Prepared Remarks for Secretary of Housing and Urban Development Shaun Donovan at the Atlanta BeltLine Tour and Press Availability
Andre and Katrina -- thank you for welcoming us to your home this morning.
Thank you, Congressman Lewis and Mayor Reed, for showing us around Atlanta -- and for your commitment to making strong, sustainable, and inclusive communities a reality for families across Atlanta, and particularly here in the Pittsburgh neighborhood.
And to HUD's own Karen Jackson Sims and the entire Region IV team -- thanks for your great work.
Finally, let me recognize Brian Leary--the President and CEO of Atlanta BeltLine, Inc.--whose organization is the driving force behind the planning and implementation of one of the most comprehensive and sustainable urban redevelopment efforts in the nation: the Atlanta BeltLine.
Indeed, I'm here on Welch Street to see the results of this innovative economic development strategy--and President Obama's economic recovery initiatives--for myself.
You all know the story of Pittsburgh. Of how, for years, it's been one of Atlanta's most blighted areas -- with one of the region's highest foreclosure rates and vacant, abandoned homes, leading to further decline in the neighborhood.
But you also know that despite its decline, the Pittsburgh community has remained tight knit and strong -- and has joined forces with the Annie E. Casey Foundation to revive the neighborhood and capitalize on its existing assets, including two high-performing public schools, the Center for Working Families, and multiple community centers.
Indeed, the redevelopment taking place in Pittsburgh is emblematic of the type of collaborative, community-driven revitalization work that's happening citywide as part of the Atlanta BeltLine project.
With the Administration's own Neighborhood Stabilization Program, having helped acquire eight homes right here on Welch Street, Pittsburgh has begun to recover.
Across the country, our Neighborhood Stabilization Program has funded about $6 billion to help revitalize communities across the country.
I've seen for myself the impact that these funds have had.
In Charlotte, North Carolina, I saw how NSP saved a subdivision where only two years ago half of the homes were in foreclosure.
And thanks to NSP, Habitat for Humanity has already worked with the local government to buy up those homes, renovate them, and re-sell them to new buyers.
In Detroit, which has been hit not just by the recent foreclosure crisis, but longer-term distress--where there are literally thousands of vacant and abandoned properties--Neighborhood Stabilization provides a different kind of opportunity.
With these funds, Mayor Bing has put in place a three year plan to target 10,000 properties for demolition -- to expand urban farming and land banking for future redevelopment.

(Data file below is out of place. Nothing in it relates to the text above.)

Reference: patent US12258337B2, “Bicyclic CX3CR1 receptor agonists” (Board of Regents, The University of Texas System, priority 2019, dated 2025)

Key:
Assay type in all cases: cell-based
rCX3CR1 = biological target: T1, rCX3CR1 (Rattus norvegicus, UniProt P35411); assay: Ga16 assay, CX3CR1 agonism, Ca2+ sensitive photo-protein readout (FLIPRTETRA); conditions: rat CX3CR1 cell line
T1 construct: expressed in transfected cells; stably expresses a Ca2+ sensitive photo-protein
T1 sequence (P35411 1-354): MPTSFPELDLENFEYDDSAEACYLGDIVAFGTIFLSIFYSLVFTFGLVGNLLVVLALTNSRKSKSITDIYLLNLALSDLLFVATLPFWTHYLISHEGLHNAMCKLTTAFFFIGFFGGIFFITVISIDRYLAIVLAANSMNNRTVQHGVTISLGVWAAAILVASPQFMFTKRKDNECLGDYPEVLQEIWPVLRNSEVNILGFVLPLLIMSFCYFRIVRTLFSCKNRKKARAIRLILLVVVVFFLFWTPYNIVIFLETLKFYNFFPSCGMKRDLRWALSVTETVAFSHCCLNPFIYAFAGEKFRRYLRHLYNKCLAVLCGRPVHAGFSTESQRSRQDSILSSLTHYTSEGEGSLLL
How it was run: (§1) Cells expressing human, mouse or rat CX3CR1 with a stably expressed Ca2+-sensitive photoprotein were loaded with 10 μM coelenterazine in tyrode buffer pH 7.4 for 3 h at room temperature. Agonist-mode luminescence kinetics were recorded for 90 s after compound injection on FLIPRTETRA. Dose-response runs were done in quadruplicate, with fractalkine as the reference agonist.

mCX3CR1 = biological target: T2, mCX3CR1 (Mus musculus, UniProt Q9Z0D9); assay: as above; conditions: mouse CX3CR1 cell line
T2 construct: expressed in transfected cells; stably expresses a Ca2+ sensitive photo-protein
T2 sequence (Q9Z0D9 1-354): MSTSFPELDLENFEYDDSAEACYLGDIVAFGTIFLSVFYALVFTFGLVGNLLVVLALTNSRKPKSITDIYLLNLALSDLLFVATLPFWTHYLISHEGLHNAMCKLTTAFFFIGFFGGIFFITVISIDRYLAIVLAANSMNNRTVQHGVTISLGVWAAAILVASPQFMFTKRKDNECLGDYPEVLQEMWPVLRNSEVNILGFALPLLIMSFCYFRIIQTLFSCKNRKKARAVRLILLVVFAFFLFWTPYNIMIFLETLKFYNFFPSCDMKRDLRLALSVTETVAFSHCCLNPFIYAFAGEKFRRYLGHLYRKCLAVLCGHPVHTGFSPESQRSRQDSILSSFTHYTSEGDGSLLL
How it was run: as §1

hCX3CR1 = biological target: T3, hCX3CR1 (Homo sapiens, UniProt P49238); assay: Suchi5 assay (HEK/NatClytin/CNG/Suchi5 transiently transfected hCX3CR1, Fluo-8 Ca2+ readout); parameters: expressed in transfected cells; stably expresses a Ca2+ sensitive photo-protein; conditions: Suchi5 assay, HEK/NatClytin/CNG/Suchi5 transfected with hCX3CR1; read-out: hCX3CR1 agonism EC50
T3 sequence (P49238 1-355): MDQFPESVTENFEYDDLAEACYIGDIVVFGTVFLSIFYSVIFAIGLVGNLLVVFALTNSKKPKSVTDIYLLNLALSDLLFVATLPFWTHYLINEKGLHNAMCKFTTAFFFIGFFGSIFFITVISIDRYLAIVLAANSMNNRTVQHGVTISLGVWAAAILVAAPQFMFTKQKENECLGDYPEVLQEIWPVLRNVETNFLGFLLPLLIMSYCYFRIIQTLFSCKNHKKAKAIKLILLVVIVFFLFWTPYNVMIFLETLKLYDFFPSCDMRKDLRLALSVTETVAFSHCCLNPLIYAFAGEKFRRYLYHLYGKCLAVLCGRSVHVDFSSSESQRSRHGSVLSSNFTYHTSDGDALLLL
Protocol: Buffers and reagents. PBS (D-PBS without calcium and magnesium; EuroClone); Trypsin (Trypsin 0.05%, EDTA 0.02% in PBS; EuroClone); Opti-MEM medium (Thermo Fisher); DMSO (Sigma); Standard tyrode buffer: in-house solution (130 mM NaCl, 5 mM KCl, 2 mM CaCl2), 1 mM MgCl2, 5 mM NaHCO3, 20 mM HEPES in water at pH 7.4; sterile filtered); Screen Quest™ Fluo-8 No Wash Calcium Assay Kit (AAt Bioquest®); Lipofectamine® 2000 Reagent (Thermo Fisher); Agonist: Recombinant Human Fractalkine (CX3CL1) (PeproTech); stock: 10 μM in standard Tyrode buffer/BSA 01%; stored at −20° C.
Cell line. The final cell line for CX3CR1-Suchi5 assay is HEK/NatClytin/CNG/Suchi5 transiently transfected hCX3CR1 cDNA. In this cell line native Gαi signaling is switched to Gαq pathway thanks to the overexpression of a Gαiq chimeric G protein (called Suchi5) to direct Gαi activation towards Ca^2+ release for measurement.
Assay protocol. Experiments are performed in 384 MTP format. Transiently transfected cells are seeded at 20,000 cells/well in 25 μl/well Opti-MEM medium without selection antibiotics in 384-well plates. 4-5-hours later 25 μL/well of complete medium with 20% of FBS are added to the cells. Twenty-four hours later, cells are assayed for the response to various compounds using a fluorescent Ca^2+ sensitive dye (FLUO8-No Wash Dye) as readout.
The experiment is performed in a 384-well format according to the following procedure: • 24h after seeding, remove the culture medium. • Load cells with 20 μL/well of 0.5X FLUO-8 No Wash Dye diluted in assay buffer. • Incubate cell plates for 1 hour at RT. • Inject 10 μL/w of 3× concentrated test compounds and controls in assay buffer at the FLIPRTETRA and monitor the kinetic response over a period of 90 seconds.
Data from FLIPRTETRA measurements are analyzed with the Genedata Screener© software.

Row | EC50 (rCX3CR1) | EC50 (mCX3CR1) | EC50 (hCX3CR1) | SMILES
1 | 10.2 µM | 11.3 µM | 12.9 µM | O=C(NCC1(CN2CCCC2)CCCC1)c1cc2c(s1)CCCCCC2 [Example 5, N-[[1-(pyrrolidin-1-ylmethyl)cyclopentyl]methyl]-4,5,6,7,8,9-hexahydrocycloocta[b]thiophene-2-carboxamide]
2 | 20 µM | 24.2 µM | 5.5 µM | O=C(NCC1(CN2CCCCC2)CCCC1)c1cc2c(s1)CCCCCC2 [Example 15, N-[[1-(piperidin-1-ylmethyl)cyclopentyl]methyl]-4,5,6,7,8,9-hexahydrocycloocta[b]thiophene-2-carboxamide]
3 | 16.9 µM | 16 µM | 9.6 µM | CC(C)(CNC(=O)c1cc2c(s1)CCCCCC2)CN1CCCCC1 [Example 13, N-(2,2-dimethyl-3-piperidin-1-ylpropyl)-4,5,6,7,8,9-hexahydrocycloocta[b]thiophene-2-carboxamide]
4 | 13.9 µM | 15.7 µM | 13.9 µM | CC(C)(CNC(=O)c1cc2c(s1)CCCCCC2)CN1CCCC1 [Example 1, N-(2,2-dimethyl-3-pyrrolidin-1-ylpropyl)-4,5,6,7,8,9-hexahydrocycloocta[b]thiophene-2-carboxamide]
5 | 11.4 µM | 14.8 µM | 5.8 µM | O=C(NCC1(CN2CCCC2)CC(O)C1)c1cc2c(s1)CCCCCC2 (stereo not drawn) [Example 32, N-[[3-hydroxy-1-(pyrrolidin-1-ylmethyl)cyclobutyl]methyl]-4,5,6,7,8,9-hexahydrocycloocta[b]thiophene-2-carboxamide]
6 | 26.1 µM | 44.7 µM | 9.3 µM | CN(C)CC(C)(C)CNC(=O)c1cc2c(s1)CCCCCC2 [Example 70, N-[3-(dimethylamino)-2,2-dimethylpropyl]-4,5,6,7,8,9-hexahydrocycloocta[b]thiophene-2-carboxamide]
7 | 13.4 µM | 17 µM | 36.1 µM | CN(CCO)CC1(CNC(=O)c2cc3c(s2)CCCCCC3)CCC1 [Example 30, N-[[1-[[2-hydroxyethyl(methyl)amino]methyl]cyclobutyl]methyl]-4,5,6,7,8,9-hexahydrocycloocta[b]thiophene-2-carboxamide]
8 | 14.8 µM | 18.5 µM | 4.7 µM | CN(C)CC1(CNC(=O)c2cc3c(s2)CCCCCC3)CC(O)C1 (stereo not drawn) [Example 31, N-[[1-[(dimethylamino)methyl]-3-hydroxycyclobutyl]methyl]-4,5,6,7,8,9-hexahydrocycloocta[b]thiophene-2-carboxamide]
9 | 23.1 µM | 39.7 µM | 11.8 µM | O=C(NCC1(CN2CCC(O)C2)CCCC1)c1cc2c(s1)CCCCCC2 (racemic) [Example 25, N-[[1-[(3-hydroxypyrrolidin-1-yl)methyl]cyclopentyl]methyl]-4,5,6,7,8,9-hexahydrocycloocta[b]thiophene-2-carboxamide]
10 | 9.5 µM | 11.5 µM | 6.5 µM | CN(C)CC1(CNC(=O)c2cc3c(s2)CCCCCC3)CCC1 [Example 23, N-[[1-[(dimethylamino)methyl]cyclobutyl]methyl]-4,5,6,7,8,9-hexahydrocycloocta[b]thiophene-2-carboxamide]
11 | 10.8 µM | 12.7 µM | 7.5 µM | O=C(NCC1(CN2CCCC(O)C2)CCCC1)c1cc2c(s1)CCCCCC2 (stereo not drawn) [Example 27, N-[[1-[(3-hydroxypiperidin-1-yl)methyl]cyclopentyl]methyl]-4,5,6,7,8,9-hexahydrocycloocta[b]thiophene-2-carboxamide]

And because of our NSP investments, the first two years of Detroit's initiative are fully funded.
For cities like Atlanta, who face difficult decisions in the wake of the foreclosure crisis and an era in which housing finance encouraged sprawl, NSP dollars provide a real opportunity to fundamentally re-think land use and better link housing investments with jobs, schools, and transportation.
To ensure that communities can benefit from these types of investments, this week, I was proud to announce that the Administration is asking Congress to provide additional funding for the Neighborhood Stabilization program -- and that we'll be reallocating approximately $1 billion of the first round of NSP funds to drive more resources to these hardest hit communities.
I look forward to working closely with partners in Congress like Congressman Lewis to ensure that this increased NSP funding gets to the communities that need it most.
And because our vast network of housing counselors continues to be one of HUD's greatest strengths when it comes to helping prevent homes from being foreclosed on in the first place, we are asking Congress for additional funding for housing counseling as well.
Despite the challenges we see around us today, the truth is that our housing market, like our economy, has begun to turn the corner.
In the last year, we've seen an increase in home equity of over one trillion dollars. Thanks to the Obama Administration's comprehensive approach, we've reversed a 30 straight month decline in housing prices. And we've helped stabilize the market -- and even begun improving it.
But we can't forget those neighborhoods left in the wake of this crisis, like Pittsburgh here in Atlanta -- where abandoned and vacant properties prevent economic recovery from reaching every family in every community.
That's what this effort is about, and it's why I'm so pleased to be working with Mayor Reed and Congressman Lewis to make it possible.
|Content Archived: February 23, 2017|